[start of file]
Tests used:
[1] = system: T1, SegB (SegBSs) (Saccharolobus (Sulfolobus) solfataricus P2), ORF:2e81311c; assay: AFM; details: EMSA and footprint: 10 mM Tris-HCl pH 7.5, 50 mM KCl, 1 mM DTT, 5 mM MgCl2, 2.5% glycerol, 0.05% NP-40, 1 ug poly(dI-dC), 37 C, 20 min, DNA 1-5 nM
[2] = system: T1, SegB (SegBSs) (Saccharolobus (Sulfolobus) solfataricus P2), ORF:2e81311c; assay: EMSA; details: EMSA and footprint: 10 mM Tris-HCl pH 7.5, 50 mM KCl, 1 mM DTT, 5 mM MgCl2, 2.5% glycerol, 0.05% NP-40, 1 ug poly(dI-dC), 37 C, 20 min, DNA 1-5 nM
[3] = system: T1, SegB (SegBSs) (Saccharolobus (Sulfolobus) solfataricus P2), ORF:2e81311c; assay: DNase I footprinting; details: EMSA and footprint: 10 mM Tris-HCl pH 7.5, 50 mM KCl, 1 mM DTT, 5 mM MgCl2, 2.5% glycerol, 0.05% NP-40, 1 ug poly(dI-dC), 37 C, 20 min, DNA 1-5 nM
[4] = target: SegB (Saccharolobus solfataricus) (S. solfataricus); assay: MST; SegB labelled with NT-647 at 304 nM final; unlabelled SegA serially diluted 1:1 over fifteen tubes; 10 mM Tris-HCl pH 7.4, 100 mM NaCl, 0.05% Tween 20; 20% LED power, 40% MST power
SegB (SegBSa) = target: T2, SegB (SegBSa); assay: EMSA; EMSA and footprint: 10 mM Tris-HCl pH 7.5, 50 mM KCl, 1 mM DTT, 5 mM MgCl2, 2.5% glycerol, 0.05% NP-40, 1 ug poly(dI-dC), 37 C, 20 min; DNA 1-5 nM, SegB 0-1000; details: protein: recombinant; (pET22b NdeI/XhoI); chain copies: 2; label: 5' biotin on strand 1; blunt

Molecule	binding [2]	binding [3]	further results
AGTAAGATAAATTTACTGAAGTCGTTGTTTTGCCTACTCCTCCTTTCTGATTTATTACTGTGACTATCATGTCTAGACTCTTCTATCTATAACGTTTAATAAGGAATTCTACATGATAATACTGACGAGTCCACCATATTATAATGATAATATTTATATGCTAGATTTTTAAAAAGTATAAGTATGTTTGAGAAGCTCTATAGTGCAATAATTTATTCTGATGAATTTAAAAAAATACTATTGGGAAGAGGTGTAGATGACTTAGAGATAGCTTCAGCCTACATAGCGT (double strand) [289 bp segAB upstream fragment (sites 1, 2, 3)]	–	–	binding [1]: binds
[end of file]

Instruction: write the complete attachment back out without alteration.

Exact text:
Tests used:
[1] = system: T1, SegB (SegBSs) (Saccharolobus (Sulfolobus) solfataricus P2), ORF:2e81311c; assay: AFM; details: EMSA and footprint: 10 mM Tris-HCl pH 7.5, 50 mM KCl, 1 mM DTT, 5 mM MgCl2, 2.5% glycerol, 0.05% NP-40, 1 ug poly(dI-dC), 37 C, 20 min, DNA 1-5 nM
[2] = system: T1, SegB (SegBSs) (Saccharolobus (Sulfolobus) solfataricus P2), ORF:2e81311c; assay: EMSA; details: EMSA and footprint: 10 mM Tris-HCl pH 7.5, 50 mM KCl, 1 mM DTT, 5 mM MgCl2, 2.5% glycerol, 0.05% NP-40, 1 ug poly(dI-dC), 37 C, 20 min, DNA 1-5 nM
[3] = system: T1, SegB (SegBSs) (Saccharolobus (Sulfolobus) solfataricus P2), ORF:2e81311c; assay: DNase I footprinting; details: EMSA and footprint: 10 mM Tris-HCl pH 7.5, 50 mM KCl, 1 mM DTT, 5 mM MgCl2, 2.5% glycerol, 0.05% NP-40, 1 ug poly(dI-dC), 37 C, 20 min, DNA 1-5 nM
[4] = target: SegB (Saccharolobus solfataricus) (S. solfataricus); assay: MST; SegB labelled with NT-647 at 304 nM final; unlabelled SegA serially diluted 1:1 over fifteen tubes; 10 mM Tris-HCl pH 7.4, 100 mM NaCl, 0.05% Tween 20; 20% LED power, 40% MST power
SegB (SegBSa) = target: T2, SegB (SegBSa); assay: EMSA; EMSA and footprint: 10 mM Tris-HCl pH 7.5, 50 mM KCl, 1 mM DTT, 5 mM MgCl2, 2.5% glycerol, 0.05% NP-40, 1 ug poly(dI-dC), 37 C, 20 min; DNA 1-5 nM, SegB 0-1000; details: protein: recombinant; (pET22b NdeI/XhoI); chain copies: 2; label: 5' biotin on strand 1; blunt

Molecule	binding [2]	binding [3]	further results
AGTAAGATAAATTTACTGAAGTCGTTGTTTTGCCTACTCCTCCTTTCTGATTTATTACTGTGACTATCATGTCTAGACTCTTCTATCTATAACGTTTAATAAGGAATTCTACATGATAATACTGACGAGTCCACCATATTATAATGATAATATTTATATGCTAGATTTTTAAAAAGTATAAGTATGTTTGAGAAGCTCTATAGTGCAATAATTTATTCTGATGAATTTAAAAAAATACTATTGGGAAGAGGTGTAGATGACTTAGAGATAGCTTCAGCCTACATAGCGT (double strand) [289 bp segAB upstream fragment (sites 1, 2, 3)]	–	–	binding [1]: binds